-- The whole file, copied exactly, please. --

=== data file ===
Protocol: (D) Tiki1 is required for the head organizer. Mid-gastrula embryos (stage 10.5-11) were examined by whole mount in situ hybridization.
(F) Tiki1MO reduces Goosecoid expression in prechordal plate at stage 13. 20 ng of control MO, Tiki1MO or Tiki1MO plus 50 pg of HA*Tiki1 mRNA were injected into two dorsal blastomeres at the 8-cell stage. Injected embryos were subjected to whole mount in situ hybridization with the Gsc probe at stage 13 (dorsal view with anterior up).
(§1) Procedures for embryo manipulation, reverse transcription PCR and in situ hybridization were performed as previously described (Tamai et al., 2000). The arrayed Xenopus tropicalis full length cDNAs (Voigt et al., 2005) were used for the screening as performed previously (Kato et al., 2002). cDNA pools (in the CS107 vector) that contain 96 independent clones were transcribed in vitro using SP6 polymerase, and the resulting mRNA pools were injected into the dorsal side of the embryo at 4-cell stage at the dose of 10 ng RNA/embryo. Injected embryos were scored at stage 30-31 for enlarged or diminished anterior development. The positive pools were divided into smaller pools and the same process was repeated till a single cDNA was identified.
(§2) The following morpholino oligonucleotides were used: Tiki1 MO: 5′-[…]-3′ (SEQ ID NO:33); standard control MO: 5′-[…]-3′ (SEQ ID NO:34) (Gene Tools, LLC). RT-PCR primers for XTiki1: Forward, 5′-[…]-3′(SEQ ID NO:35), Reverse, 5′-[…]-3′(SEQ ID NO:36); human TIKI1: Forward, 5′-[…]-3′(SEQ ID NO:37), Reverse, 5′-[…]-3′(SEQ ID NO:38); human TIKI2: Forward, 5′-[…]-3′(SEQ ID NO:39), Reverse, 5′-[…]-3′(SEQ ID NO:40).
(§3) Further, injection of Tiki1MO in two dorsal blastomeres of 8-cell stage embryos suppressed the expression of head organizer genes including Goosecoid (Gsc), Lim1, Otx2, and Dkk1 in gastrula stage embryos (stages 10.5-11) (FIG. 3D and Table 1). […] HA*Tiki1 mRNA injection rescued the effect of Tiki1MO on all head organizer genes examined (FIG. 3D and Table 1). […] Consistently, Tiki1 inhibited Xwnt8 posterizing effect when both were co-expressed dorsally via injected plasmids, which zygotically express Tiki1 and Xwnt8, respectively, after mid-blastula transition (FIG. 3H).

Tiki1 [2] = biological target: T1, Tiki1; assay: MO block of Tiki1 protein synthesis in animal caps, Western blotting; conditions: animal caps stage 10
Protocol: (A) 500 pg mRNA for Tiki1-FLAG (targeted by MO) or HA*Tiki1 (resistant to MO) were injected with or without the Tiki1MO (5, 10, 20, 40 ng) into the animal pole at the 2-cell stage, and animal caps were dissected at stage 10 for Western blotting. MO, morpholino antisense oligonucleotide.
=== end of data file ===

Protocol: (D) Tiki1 is required for the head organizer. Mid-gastrula embryos (stage 10.5-11) were examined by whole mount in situ hybridization.
(F) Tiki1MO reduces Goosecoid expression in prechordal plate at stage 13. 20 ng of control MO, Tiki1MO or Tiki1MO plus 50 pg of HA*Tiki1 mRNA were injected into two dorsal blastomeres at the 8-cell stage. Injected embryos were subjected to whole mount in situ hybridization with the Gsc probe at stage 13 (dorsal view with anterior up).
(§1) Procedures for embryo manipulation, reverse transcription PCR and in situ hybridization were performed as previously described (Tamai et al., 2000). The arrayed Xenopus tropicalis full length cDNAs (Voigt et al., 2005) were used for the screening as performed previously (Kato et al., 2002). cDNA pools (in the CS107 vector) that contain 96 independent clones were transcribed in vitro using SP6 polymerase, and the resulting mRNA pools were injected into the dorsal side of the embryo at 4-cell stage at the dose of 10 ng RNA/embryo. Injected embryos were scored at stage 30-31 for enlarged or diminished anterior development. The positive pools were divided into smaller pools and the same process was repeated till a single cDNA was identified.
(§2) The following morpholino oligonucleotides were used: Tiki1 MO: 5′-[…]-3′ (SEQ ID NO:33); standard control MO: 5′-[…]-3′ (SEQ ID NO:34) (Gene Tools, LLC). RT-PCR primers for XTiki1: Forward, 5′-[…]-3′(SEQ ID NO:35), Reverse, 5′-[…]-3′(SEQ ID NO:36); human TIKI1: Forward, 5′-[…]-3′(SEQ ID NO:37), Reverse, 5′-[…]-3′(SEQ ID NO:38); human TIKI2: Forward, 5′-[…]-3′(SEQ ID NO:39), Reverse, 5′-[…]-3′(SEQ ID NO:40).
(§3) Further, injection of Tiki1MO in two dorsal blastomeres of 8-cell stage embryos suppressed the expression of head organizer genes including Goosecoid (Gsc), Lim1, Otx2, and Dkk1 in gastrula stage embryos (stages 10.5-11) (FIG. 3D and Table 1). […] HA*Tiki1 mRNA injection rescued the effect of Tiki1MO on all head organizer genes examined (FIG. 3D and Table 1). […] Consistently, Tiki1 inhibited Xwnt8 posterizing effect when both were co-expressed dorsally via injected plasmids, which zygotically express Tiki1 and Xwnt8, respectively, after mid-blastula transition (FIG. 3H).

Tiki1 [2] = biological target: T1, Tiki1; assay: MO block of Tiki1 protein synthesis in animal caps, Western blotting; conditions: animal caps stage 10
Protocol: (A) 500 pg mRNA for Tiki1-FLAG (targeted by MO) or HA*Tiki1 (resistant to MO) were injected with or without the Tiki1MO (5, 10, 20, 40 ng) into the animal pole at the 2-cell stage, and animal caps were dissected at stage 10 for Western blotting. MO, morpholino antisense oligonucleotide.